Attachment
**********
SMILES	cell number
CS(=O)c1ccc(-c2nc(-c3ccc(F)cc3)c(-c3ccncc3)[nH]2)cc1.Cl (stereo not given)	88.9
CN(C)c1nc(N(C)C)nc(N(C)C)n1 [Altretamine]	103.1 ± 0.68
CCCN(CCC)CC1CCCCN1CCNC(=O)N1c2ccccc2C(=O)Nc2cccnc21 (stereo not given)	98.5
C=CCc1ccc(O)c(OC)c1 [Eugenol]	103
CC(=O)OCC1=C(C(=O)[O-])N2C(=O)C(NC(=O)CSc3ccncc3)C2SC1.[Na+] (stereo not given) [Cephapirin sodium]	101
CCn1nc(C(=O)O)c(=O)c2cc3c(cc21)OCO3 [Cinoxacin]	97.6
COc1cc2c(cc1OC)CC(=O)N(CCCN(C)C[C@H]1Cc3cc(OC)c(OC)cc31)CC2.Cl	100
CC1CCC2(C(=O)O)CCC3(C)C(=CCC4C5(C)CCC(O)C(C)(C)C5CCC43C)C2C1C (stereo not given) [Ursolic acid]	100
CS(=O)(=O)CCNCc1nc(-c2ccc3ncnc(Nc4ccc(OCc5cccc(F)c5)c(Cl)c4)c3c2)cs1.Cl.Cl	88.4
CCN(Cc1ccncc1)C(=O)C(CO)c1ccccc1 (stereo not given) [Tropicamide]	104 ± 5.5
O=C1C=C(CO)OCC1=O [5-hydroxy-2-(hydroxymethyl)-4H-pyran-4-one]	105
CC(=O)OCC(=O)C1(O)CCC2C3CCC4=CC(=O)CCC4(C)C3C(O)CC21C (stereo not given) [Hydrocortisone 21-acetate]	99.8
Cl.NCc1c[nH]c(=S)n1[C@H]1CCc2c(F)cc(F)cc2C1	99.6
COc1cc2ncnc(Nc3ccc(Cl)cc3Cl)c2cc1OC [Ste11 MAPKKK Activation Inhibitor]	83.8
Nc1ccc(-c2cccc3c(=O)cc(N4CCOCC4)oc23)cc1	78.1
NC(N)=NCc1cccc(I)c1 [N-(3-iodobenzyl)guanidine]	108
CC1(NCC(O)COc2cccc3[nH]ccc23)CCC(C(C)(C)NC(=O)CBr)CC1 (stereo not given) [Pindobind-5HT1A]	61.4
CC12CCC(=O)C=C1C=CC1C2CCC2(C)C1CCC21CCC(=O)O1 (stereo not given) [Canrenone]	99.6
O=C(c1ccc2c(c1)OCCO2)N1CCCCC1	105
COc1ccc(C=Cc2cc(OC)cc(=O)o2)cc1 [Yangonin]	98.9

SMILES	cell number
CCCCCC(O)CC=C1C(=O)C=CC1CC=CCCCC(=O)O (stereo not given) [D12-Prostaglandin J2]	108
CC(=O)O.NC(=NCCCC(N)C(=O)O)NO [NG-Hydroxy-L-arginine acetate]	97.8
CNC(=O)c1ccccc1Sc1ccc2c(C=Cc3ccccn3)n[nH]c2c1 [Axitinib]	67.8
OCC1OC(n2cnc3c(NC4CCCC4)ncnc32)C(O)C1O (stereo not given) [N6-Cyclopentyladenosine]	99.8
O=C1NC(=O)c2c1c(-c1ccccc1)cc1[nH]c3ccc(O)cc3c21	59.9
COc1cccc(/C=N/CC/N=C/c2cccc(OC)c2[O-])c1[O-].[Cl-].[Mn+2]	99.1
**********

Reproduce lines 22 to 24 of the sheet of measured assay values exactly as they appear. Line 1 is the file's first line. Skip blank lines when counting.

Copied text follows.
SMILES	cell number
CCCCCC(O)CC=C1C(=O)C=CC1CC=CCCCC(=O)O (stereo not given) [D12-Prostaglandin J2]	108
CC(=O)O.NC(=NCCCC(N)C(=O)O)NO [NG-Hydroxy-L-arginine acetate]	97.8